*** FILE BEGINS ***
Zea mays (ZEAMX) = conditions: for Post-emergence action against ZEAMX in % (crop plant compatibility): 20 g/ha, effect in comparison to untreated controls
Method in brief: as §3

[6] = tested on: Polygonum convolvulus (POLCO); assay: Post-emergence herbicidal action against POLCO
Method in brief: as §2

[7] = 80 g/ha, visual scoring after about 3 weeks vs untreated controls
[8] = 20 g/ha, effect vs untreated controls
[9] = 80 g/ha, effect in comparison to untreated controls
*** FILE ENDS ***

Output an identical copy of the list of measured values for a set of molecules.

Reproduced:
Zea mays (ZEAMX) = conditions: for Post-emergence action against ZEAMX in % (crop plant compatibility): 20 g/ha, effect in comparison to untreated controls
Method in brief: as §3

[6] = tested on: Polygonum convolvulus (POLCO); assay: Post-emergence herbicidal action against POLCO
Method in brief: as §2

[7] = 80 g/ha, visual scoring after about 3 weeks vs untreated controls
[8] = 20 g/ha, effect vs untreated controls
[9] = 80 g/ha, effect in comparison to untreated controls